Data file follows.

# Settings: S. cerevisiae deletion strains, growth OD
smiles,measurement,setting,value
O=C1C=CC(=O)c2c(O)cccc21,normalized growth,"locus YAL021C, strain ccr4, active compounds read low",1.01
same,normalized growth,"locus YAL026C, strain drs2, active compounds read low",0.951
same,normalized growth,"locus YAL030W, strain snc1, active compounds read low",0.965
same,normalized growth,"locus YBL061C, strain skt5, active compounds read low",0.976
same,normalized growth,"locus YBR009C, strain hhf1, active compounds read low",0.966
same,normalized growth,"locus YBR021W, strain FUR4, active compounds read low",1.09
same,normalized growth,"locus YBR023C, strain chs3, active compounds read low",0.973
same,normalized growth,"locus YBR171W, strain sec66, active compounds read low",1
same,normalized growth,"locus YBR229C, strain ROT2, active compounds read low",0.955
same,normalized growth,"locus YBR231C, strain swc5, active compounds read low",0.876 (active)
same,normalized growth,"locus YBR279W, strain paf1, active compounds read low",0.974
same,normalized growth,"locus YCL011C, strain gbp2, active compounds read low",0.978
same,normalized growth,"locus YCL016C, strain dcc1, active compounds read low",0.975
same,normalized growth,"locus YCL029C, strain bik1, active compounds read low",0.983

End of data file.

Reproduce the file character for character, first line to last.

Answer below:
# Settings: S. cerevisiae deletion strains, growth OD
smiles,measurement,setting,value
O=C1C=CC(=O)c2c(O)cccc21,normalized growth,"locus YAL021C, strain ccr4, active compounds read low",1.01
same,normalized growth,"locus YAL026C, strain drs2, active compounds read low",0.951
same,normalized growth,"locus YAL030W, strain snc1, active compounds read low",0.965
same,normalized growth,"locus YBL061C, strain skt5, active compounds read low",0.976
same,normalized growth,"locus YBR009C, strain hhf1, active compounds read low",0.966
same,normalized growth,"locus YBR021W, strain FUR4, active compounds read low",1.09
same,normalized growth,"locus YBR023C, strain chs3, active compounds read low",0.973
same,normalized growth,"locus YBR171W, strain sec66, active compounds read low",1
same,normalized growth,"locus YBR229C, strain ROT2, active compounds read low",0.955
same,normalized growth,"locus YBR231C, strain swc5, active compounds read low",0.876 (active)
same,normalized growth,"locus YBR279W, strain paf1, active compounds read low",0.974
same,normalized growth,"locus YCL011C, strain gbp2, active compounds read low",0.978
same,normalized growth,"locus YCL016C, strain dcc1, active compounds read low",0.975
same,normalized growth,"locus YCL029C, strain bik1, active compounds read low",0.983